Uveitis is reported to be the most common extra-articular feature in spondyloarthritis (SpA).
The objective of this study was to investigate the relationship between uveitis and SpA in a cohort identified from a survey.
Eight hundred sixty-three respondents completed a survey conducted by the Spondylitis Association of America. Data on baseline demographics, quality of life, medication use, and joint involvement were compared in SpA patients with and without uveitis. Logistic regression analysis was used to identify characteristics associated with the presence of uveitis.
Of the 863 respondents, 168 (19.5%) reported a diagnosis of uveitis. Baseline demographics including sex, age, and ethnicity were similar between the uveitis and no-uveitis groups. The presence of uveitis had a significant positive association with the use of the biologic drug infliximab (adjusted odds ratio [ORadj] = 1.66, P = 0.044), “lower jaw” involvement (ORadj = 1.60, P = 0.015), heel involvement (ORadj = 1.51, P = 0.023), and a diagnosis of arthritis associated with inflammatory bowel disease (ORadj = 1.92, P = 0.005). It had a significant negative association with the use of the biologic drug etanercept (ORadj = 0.49, P = 0.011) or a coexisting diagnosis of diabetes (ORadj = 0.02, P = 0.020).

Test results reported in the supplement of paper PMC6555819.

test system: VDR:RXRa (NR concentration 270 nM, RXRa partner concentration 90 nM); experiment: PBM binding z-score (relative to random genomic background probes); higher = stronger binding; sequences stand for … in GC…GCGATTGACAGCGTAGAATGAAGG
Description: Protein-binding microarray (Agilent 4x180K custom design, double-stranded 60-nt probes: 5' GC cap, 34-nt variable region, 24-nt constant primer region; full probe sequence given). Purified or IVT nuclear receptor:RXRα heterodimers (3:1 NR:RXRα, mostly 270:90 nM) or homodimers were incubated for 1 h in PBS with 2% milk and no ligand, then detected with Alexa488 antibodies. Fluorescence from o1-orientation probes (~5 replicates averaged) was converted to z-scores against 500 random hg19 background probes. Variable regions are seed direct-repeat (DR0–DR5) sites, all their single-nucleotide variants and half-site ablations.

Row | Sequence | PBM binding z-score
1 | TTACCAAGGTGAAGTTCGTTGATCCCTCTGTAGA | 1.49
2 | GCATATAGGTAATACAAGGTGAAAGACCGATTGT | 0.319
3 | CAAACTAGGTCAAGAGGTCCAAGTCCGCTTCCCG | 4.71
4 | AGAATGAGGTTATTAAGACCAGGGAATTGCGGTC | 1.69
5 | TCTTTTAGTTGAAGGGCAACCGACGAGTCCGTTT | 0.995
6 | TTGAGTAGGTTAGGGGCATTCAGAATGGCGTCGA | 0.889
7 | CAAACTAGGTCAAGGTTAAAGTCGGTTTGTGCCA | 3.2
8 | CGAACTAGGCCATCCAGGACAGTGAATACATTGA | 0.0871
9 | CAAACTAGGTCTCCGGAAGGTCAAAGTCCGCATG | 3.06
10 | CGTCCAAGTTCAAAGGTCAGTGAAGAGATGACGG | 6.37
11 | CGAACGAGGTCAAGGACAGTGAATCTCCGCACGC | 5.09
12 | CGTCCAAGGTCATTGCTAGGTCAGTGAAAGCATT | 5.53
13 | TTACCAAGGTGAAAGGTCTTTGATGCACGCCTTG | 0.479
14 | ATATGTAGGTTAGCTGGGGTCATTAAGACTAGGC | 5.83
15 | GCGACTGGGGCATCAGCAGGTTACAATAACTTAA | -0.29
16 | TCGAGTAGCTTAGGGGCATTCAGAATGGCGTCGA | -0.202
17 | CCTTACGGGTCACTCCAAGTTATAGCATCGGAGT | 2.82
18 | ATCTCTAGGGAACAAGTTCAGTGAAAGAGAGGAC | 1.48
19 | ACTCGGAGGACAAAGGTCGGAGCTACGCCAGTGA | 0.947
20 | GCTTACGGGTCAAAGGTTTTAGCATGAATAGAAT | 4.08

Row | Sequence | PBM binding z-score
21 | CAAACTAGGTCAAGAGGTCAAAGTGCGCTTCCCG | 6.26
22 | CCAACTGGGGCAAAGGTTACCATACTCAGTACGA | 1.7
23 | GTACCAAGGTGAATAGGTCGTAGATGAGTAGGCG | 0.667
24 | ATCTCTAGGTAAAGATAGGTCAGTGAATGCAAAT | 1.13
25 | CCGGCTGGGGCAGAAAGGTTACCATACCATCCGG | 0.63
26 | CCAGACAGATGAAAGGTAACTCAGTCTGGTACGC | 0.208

The relationship of uveitis to medication presumably reflects the choice of a specific tumor necrosis factor inhibitor in the setting of a history of uveitis. One prior study has also correlated heel pain and uveitis, thus supporting the validity of the association and suggesting potentially a common pathogenesis. Because diabetes has been proposed as a risk factor for uveitis, the negative association is surprising and may distinguish the pathogenesis of uveitis in association with SpA from other forms of uveitis.
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From the Departments of *Ophthalmology and †Public Health & Preventive Medicine, Oregon Health & Science University, Portland, OR; ‡Spondylitis Association of America, Los Angeles, CA; §Department of Medicine, OregonHealth & Science University, and ∥Devers Eye Institute, Portland, OR.
The survey was funded through the Spondylitis Association of America by Johnson & Johnson (New Brunswick, NJ). This work was funded in part by Research to Prevent Blindness, the Stan and Madelle Rosenfeld Family Trust, and the William and Mary Bauman Foundation.
The authors declare no conflict of interest.
Correspondence: James T. Rosenbaum, MD, Oregon Health & Science University, 3181 SW Sam Jackson Park Rd, Portland, OR 97239. E-mail: email@example.com.
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